2016 Villain: Uber
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2016 Villain: Uber

Nominated for: muscling its way into the market at the expense of cab drivers.

Torontoist is reflecting on 2016 by naming our Heroes and Villains—the people, places, things, and ideas that have had the most positive and negative impacts on the city over the past 12 months. Cast your ballot until 11:59 p.m. on January 5. At noon on January 6, we’ll reveal your choices for Toronto’s Superhero and Supervillain of the year.


Torontonians either love or loathe Uber.

The service came to Toronto in 2014. A ride can be ordered to your location at the tap of an app and payment is automatically handled. Except when there’s surge pricing, rides are generally cheaper than metred cabs. Cars are clean, and drivers are generally friendly. Of course, this is because Uber drivers are rated by their passengers after each ride; the company is quick to drop drivers who don’t get five-star ratings.

Taxi drivers have not exactly been heroes either. There are many instances of taxi drivers illegally refusing short fares, cabbies drive aggressively and dangerously, and they turn bike lanes into illegal taxi ranks. And payment isn’t always easy. Taxis’ credit/debit machines—ever vital in a near-cashless age—never seem to work. But taxi driving is a difficult, dangerous, and thankless job, exploited by a system that rewards taxi plate owners, rather than drivers themselves. So-called allies on city council, like Giorgio Mammoliti and Jim Karygiannis, aren’t supporting beleaguered drivers, but plate owners.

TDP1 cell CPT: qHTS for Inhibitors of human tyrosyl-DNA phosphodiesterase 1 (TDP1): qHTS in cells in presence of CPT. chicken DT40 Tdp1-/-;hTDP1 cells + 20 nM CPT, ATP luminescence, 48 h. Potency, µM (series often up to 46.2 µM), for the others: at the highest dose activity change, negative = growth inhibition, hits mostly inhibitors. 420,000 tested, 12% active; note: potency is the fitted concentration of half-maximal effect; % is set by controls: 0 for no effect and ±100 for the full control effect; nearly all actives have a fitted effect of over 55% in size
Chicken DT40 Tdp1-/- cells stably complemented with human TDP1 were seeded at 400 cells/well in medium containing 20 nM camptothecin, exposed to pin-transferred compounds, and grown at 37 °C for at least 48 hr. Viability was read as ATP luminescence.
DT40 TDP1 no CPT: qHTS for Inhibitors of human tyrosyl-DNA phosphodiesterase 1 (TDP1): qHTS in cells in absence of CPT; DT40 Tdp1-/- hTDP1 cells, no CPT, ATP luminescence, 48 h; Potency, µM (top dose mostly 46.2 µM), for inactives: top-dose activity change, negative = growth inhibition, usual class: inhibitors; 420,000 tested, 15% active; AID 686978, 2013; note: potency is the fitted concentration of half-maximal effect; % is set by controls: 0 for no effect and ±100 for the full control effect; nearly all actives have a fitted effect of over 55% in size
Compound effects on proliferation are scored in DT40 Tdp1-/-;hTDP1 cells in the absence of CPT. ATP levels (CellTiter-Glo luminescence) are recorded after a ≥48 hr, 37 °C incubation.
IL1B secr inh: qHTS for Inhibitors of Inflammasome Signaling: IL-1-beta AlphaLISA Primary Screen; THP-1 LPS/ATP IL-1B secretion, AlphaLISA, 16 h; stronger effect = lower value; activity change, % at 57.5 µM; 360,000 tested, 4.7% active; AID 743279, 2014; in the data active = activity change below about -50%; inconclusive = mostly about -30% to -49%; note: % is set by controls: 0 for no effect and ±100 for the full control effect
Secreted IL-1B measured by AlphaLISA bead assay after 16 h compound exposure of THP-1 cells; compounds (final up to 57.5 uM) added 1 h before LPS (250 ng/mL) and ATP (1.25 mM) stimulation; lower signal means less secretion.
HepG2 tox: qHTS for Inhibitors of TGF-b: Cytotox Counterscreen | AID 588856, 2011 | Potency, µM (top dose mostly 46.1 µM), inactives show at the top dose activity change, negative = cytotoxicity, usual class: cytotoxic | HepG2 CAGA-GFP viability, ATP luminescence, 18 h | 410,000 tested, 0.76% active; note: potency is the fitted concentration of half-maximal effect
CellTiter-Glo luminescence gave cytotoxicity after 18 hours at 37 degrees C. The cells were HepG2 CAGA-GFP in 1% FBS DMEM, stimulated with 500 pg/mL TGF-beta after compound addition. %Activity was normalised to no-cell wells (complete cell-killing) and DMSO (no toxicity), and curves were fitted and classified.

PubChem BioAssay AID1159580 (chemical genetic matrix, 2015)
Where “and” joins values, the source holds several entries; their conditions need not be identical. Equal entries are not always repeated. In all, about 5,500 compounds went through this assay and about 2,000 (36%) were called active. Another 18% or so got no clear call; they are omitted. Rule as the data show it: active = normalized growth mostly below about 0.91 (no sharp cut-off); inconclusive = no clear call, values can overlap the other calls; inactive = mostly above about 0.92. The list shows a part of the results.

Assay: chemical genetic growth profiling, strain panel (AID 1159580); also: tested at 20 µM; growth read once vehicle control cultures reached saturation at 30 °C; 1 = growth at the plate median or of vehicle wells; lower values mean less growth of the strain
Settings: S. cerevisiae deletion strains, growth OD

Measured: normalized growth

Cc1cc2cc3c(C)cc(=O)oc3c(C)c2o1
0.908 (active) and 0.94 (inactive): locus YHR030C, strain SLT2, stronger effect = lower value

Despite the service’s popularity, and the unpopularity of Toronto’s taxis, Uber is a worthy villain. Its business model is simple: enter a market illegally, lobby the municipal government to change the bylaws to suit its purpose, all the while exploiting their own drivers. Uber likes to pretend that it’s part of the “sharing economy” but it’s only out for itself.

Taxi drivers are licensed by the city, and are required to attend classes on such matters as human rights and instruction on how to serve passengers with disabilities. To drive for Uber, you need only take a short online course.

Thanks to effective lobbying, the City of Toronto changed its taxi regulations this year in order to legalize Uber’s operation. Two prominent Uber lobbyists—John Duffy and Nick Kouvalis— were also prominent persons behind John Tory’s 2014 win. Kouvalis, who’s currently managing Conservative leadership hopeful Kellie Leitch’s campaign, will run Tory’s re-election bid in 2018.

A few weeks ago, Uber announced that its Uber Eats drivers and cyclists would see pay cuts of 30 to 50 per cent per delivery. This was at the same time that another food-delivery company, Favor, pulled out of the Toronto market.

And in San Francisco, where Uber illegally rolled out a fleet of self-driving Volvos, there have been many reports of these autonomous vehicles running red lights and being unable to co-exist with cyclists. Uber’s long-term goal is to be the first to roll out autonomous cars for urban transportation, once again flouting the law. At least then, there won’t be any more drivers to exploit.